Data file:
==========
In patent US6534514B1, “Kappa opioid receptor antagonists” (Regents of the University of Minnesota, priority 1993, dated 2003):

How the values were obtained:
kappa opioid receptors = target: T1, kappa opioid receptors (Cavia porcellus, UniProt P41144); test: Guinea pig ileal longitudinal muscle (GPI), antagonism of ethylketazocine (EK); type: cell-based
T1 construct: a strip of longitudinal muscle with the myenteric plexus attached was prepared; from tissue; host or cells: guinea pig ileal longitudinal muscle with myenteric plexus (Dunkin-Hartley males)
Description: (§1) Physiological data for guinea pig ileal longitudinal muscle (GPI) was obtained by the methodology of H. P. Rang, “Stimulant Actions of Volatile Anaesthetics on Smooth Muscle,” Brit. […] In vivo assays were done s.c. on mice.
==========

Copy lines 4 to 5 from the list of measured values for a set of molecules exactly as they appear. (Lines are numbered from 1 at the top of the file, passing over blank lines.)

T1 construct: a strip of longitudinal muscle with the myenteric plexus attached was prepared; from tissue; host or cells: guinea pig ileal longitudinal muscle with myenteric plexus (Dunkin-Hartley males)
Description: (§1) Physiological data for guinea pig ileal longitudinal muscle (GPI) was obtained by the methodology of H. P. Rang, “Stimulant Actions of Volatile Anaesthetics on Smooth Muscle,” Brit. […] In vivo assays were done s.c. on mice.